Music of the Random Sort

For a video project I am working on, I wanted some background music but didn’t want to go through the hell of the paperwork to get rights and do all the right and proper legal actions necessary not to violate someone else’s rights.   My mind immediately went to the idea of random music.

I really thought there would be a ton of music projects where you can feed an image or sample sound or something into the program and have it generate sound from it.  Sadly, finding those programs was incredibly difficult, but I did come across three fascinating web based music programs that I thought I’d share.


The first is called Rhythm Chimes and I found it on Deviant Art.   There is no user interface, you get what you get.  Visit the site, turn on your speakers and listen to the chimes.  Yes, you could just get a set of windchimes and get almost the same effect, but this is digital! And not reliant upon wind.  I did leave this run for roughly fifteen minutes.  At about the five minute mark I was getting annoyed, but then I mellowed on it.  This wasn’t suitable for my purpose, but I liked it.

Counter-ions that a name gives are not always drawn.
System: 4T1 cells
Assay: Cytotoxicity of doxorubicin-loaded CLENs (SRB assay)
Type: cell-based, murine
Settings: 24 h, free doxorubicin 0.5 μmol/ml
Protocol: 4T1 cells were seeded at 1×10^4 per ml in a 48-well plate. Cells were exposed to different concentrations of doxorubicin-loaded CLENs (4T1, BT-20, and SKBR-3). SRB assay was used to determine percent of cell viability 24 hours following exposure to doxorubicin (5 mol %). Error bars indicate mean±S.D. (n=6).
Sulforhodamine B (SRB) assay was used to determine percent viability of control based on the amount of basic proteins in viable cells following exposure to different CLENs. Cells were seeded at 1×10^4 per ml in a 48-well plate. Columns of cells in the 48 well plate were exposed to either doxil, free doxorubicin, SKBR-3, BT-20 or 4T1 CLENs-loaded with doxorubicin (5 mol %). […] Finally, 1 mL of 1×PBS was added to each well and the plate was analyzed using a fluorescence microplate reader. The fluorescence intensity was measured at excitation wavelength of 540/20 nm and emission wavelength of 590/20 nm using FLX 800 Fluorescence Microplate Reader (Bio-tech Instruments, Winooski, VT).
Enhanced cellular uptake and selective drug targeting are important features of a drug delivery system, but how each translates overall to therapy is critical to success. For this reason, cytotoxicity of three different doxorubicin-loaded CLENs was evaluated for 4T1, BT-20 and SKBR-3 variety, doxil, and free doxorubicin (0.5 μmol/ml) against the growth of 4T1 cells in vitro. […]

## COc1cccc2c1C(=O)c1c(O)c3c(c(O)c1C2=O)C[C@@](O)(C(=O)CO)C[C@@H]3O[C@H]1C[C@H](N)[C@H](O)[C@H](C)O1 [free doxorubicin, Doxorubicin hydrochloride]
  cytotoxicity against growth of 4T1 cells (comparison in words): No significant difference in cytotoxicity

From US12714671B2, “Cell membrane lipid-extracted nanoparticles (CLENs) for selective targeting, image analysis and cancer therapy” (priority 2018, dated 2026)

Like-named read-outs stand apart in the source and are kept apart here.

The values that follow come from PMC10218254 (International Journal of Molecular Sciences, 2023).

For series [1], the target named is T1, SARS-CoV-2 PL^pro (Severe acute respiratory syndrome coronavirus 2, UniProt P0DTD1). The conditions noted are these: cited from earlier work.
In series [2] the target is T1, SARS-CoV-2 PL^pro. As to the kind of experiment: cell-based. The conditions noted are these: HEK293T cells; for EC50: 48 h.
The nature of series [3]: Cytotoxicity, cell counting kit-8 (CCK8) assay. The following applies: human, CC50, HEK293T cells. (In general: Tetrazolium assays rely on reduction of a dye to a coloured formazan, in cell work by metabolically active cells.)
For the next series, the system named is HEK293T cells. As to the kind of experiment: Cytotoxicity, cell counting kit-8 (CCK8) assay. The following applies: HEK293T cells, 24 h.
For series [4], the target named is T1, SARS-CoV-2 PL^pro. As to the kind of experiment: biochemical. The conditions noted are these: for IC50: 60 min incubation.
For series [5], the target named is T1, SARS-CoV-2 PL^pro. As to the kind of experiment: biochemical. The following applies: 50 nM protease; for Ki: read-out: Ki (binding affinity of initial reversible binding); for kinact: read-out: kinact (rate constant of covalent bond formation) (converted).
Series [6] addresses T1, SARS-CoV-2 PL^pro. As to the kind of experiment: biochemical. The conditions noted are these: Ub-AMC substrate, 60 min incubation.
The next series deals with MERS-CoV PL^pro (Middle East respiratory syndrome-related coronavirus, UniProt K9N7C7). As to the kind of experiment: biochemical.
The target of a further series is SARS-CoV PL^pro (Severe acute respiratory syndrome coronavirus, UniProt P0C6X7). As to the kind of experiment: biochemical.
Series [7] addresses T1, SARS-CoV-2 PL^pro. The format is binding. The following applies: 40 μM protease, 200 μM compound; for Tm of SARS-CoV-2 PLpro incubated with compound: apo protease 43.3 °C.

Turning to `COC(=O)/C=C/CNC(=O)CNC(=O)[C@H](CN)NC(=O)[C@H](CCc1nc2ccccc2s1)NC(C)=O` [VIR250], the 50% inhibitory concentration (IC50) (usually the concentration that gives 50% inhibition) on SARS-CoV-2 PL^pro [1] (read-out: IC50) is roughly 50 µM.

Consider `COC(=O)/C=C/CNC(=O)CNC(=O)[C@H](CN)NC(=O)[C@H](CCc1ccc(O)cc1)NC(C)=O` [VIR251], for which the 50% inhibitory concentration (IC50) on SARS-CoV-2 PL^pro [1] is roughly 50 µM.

Punk-o-Matic was the most surprising and fun random music generator I found.  Random punk music with a really easy user interface.  Sure, there is the Random button so you don’t have to think.

This creates some really rocking noise.  My one regret is it generates such short songs… not even really songs, just snippets.  Yet it does it so well.   The site also has a fun little Flash cartoon called Dude!! which I laughed and laughed at due to its absurdity.


The most complex random music generator was GROTRIAN Pianos.  The interface for this generator are little boxes that have assigned sounds that you set loose on the screen.  Everytime the box hits the edge of the screen or another box, it triggers its sound.  There are four demo songs provided and show just how complex it the songs can get.

The controls are in German but really, they are fairly easy to figure out, and if you aren’t willing to flip switches just to see what might happen then maybe you aren’t that comfortable enough with the concept of random to be playing around with these web apps.

Published by Sean D. Francis

Sean D. Francis is a technologist, writer, and geek. He podcasts, makes video, and dabbles in all the geeky genres including horror, sci-fi, and fantasy.